How To Calculate The Right Price For Your Stock Options
Option trading can be quite confusing and complex. At "Option Trading Advice" our mission is to help you understand the right way to trade stock options.
First and foremost, please understand that options are a wasting asset. As time progresses, if the underlying stock goes no where, the value of your option goes down. This is due to the fact that stock options are made up of two values, time value and intrinsic value. So the goal with option trading is to minimize the time value and maximize the intrinsic value.
In this article I will help you calculate stock option prices that so you will get the best price when option trading.
To start with, you should buy "in-the-money" options (an option that has an exercise price lower than the current market price).
Limit time value to 1% of stock price per month. For example, ABC stock sells for $100. The option you are buying or selling has 3 months to expiration. Limit time value to $3.00. 1% of $100 stock price = $1 x 3 months = $3.00.
Let's use BAC (Bank of America). It's currently trading for $7.49. 1% of $7.49 is 7.5 cents. That's the most you should pay for time value per month on BAC. Right now you can buy a $7 Call option that expires in two weeks for .51 cents. That's a good deal as the intrinsic value of this option is worth .49 cents, so the time value is only 2 cents. That is less than 7.5 cents.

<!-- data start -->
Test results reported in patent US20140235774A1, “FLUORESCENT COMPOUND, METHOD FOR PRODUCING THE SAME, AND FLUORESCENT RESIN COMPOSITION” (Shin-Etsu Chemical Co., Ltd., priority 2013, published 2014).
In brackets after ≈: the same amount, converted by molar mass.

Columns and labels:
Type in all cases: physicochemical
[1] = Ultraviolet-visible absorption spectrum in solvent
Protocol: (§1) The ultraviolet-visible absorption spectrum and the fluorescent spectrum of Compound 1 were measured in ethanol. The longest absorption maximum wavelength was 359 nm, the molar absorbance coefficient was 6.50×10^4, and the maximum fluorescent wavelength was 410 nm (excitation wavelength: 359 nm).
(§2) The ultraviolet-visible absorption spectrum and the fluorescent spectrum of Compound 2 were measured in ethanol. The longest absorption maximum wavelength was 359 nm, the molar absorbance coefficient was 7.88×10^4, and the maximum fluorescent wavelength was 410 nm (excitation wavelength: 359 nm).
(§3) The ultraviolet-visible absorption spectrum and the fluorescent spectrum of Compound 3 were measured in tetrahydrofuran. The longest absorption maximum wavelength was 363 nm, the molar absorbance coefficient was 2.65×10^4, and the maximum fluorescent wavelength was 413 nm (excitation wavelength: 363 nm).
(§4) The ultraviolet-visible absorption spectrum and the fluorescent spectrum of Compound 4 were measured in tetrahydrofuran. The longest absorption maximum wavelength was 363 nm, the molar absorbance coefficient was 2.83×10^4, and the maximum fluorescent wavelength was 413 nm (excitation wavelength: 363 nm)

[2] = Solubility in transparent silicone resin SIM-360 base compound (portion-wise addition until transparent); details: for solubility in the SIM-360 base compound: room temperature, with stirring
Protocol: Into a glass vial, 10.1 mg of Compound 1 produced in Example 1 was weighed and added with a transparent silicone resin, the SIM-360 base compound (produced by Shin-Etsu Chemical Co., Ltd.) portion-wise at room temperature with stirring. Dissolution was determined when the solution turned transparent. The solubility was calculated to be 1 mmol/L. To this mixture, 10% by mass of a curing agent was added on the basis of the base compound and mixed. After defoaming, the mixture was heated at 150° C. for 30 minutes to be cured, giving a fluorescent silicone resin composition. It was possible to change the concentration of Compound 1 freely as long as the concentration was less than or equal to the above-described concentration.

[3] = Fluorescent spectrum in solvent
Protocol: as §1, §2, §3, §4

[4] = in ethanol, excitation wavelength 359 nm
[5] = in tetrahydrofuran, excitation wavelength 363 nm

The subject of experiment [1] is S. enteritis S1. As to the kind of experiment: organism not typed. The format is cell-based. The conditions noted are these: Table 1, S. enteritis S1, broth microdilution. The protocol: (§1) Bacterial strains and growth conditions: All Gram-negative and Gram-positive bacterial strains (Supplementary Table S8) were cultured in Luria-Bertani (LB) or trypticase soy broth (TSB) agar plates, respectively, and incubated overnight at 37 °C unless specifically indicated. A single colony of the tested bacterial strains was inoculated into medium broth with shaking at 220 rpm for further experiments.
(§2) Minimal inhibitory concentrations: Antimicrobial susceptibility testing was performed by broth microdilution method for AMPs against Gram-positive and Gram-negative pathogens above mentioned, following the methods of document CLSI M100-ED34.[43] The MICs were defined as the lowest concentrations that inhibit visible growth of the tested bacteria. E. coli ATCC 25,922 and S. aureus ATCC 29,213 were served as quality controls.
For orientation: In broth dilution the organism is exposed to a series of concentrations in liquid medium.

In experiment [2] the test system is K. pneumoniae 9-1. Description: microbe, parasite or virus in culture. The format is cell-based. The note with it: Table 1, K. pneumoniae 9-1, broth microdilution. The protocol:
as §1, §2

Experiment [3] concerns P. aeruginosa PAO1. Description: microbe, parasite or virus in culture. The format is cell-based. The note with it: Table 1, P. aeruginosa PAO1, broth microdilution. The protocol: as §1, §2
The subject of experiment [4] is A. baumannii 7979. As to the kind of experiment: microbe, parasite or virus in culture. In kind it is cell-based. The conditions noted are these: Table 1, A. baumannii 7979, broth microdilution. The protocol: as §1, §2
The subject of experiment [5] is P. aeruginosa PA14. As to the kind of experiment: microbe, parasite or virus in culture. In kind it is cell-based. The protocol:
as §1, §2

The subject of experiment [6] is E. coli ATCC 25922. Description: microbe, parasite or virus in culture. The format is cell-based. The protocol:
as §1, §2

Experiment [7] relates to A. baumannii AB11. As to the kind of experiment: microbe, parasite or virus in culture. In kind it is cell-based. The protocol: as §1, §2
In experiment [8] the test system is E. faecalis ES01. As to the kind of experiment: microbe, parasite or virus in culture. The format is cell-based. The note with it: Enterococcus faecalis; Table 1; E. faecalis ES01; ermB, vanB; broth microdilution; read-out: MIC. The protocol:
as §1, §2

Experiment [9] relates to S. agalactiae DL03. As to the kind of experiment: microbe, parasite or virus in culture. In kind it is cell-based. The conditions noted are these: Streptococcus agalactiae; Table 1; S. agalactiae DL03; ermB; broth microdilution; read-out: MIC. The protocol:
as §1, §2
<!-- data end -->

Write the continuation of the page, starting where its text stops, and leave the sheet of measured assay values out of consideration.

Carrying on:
Let's go out one more month to July. I can buy a $6 call option for $1.60 or a $7 call option for .79 cents. Which is the better deal?
Since the option expires in 1.5 months, we want to pay no more than about .11 cents for time value. The $6 option has $1.49 intrinsic and .11 time value versus the $7 option with .49 intrinsic and .30 time value. The obvious winner is the $6 option.
I hope you have found the option trading help in this article of use and you follow the advice every time you buy an option.
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